Analysis: How a bill really becomes law
Remember the textbook you read in school that laid out a few neat steps about how a bill becomes law? That might not tell the whole story.
The human factor seldom is discussed in texts. Also often lacking are discussions about lobbyists and partisan politics. But most mysterious and missing may be party caucus meetings, where many of the real decisions are made.
First, however, here are some of those technical steps to how a bill becomes law:
Legislators put an idea for a new law into writing.
The bill is referred to a committee that deals with its subject.
One or more committees consider the proposal and might pass it on to the full House or Senate.
The House or Senate debates the bill, eventually either defeating it or passing it and sending it on to the other chamber.
If the second chamber passes the bill as is, it moves on to the governor for his signature.
If the two chambers pass different versions, a conference committee made up of House and Senate members tries to work out a compromise.
Once both chambers pass the same form of a bill, the governor's signature is needed for it to become law. He also can veto it, and the House and Senate could override a veto if there are enough votes.
But with thousands of bills introduced every session, not everything can be debated (more than 3,000 bills awaited lawmakers when they returned to session this year). So leaders elected by each of the four caucuses - House Republicans, House Democrats, Senate Republicans and Senate Democrats - cull the bills that committees hear, with average legislators left to lobby their colleagues to consider their bills.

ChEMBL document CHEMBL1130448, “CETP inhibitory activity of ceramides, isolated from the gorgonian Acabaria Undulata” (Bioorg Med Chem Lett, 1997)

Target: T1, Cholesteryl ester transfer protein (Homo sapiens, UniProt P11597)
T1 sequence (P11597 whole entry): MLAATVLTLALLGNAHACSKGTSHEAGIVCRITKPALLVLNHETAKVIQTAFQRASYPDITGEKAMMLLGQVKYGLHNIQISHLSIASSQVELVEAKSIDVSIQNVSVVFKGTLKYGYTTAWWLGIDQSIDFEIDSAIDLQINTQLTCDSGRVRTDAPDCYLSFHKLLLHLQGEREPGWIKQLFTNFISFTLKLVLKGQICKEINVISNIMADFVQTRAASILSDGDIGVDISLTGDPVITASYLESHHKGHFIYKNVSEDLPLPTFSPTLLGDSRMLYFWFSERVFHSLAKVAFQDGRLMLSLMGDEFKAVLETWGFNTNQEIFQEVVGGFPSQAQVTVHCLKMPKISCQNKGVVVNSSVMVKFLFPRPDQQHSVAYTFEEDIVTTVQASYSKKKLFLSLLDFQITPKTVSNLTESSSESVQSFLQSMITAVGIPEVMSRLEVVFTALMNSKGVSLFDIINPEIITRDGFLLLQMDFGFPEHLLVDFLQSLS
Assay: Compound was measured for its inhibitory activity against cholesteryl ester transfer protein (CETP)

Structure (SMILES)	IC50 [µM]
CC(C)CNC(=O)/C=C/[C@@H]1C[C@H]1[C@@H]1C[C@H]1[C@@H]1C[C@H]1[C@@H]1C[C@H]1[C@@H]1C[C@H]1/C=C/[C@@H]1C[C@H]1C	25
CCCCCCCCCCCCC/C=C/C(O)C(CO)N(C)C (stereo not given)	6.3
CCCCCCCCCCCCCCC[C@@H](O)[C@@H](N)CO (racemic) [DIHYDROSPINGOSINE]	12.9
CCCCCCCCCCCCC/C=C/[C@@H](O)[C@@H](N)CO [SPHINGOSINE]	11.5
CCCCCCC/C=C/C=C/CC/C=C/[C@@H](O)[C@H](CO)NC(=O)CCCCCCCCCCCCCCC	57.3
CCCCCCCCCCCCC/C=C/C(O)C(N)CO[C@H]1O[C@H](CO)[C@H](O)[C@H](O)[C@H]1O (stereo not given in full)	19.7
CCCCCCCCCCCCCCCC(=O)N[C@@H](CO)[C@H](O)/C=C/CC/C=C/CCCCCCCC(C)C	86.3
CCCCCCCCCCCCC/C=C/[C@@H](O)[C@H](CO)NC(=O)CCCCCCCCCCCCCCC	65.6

Actually, many bills lawmakers introduce are not meant to reach a vote. Instead, they are introduced to keep a lawmakers' constituents happy.
Decisions about what bills actually get committee hearings are based on rationales ranging from what has a chance to pass to what bills the majority party in a chamber supports. Bills brought up by members of the other party are less likely to be debated.
Before and after private caucus meetings, lobbyists talk to legislators about bills they are paid to advocate - or oppose. Many legislators find these meetings helpful because lawmakers themselves do not have time to research every bill.
Private caucus meetings of majority parties are where most major decisions are made. Caucus members discuss bills before they reach the full chamber. When majority caucus members mostly agree on an issue, there is little the other side can do to derail a proposal.
This year, Republicans control both the House and Senate, so they can pass many bills without working with legislative Democrats. However, they need to work with Democratic Gov. Mark Dayton to get a bill signed.